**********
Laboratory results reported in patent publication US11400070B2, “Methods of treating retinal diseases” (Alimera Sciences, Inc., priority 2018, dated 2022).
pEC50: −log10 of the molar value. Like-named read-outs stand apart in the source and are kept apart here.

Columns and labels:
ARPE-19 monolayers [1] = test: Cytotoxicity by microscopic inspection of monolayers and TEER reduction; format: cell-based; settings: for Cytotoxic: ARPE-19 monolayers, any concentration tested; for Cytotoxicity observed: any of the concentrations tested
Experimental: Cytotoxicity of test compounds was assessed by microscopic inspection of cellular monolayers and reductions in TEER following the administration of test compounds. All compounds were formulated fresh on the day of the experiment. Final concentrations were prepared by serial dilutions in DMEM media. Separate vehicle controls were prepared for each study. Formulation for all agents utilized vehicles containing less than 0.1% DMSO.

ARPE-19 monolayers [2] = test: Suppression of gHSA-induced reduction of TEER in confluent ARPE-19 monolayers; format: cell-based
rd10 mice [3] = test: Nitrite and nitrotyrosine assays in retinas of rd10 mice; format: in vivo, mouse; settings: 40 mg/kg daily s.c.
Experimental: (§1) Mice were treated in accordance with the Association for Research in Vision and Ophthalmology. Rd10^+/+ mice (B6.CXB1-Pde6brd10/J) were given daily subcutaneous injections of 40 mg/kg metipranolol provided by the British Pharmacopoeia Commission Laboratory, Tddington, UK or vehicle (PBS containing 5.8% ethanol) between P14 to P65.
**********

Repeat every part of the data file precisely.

Laboratory results reported in patent publication US11400070B2, “Methods of treating retinal diseases” (Alimera Sciences, Inc., priority 2018, dated 2022).
pEC50: −log10 of the molar value. Like-named read-outs stand apart in the source and are kept apart here.

Columns and labels:
ARPE-19 monolayers [1] = test: Cytotoxicity by microscopic inspection of monolayers and TEER reduction; format: cell-based; settings: for Cytotoxic: ARPE-19 monolayers, any concentration tested; for Cytotoxicity observed: any of the concentrations tested
Experimental: Cytotoxicity of test compounds was assessed by microscopic inspection of cellular monolayers and reductions in TEER following the administration of test compounds. All compounds were formulated fresh on the day of the experiment. Final concentrations were prepared by serial dilutions in DMEM media. Separate vehicle controls were prepared for each study. Formulation for all agents utilized vehicles containing less than 0.1% DMSO.

ARPE-19 monolayers [2] = test: Suppression of gHSA-induced reduction of TEER in confluent ARPE-19 monolayers; format: cell-based
rd10 mice [3] = test: Nitrite and nitrotyrosine assays in retinas of rd10 mice; format: in vivo, mouse; settings: 40 mg/kg daily s.c.
Experimental: (§1) Mice were treated in accordance with the Association for Research in Vision and Ophthalmology. Rd10^+/+ mice (B6.CXB1-Pde6brd10/J) were given daily subcutaneous injections of 40 mg/kg metipranolol provided by the British Pharmacopoeia Commission Laboratory, Tddington, UK or vehicle (PBS containing 5.8% ethanol) between P14 to P65.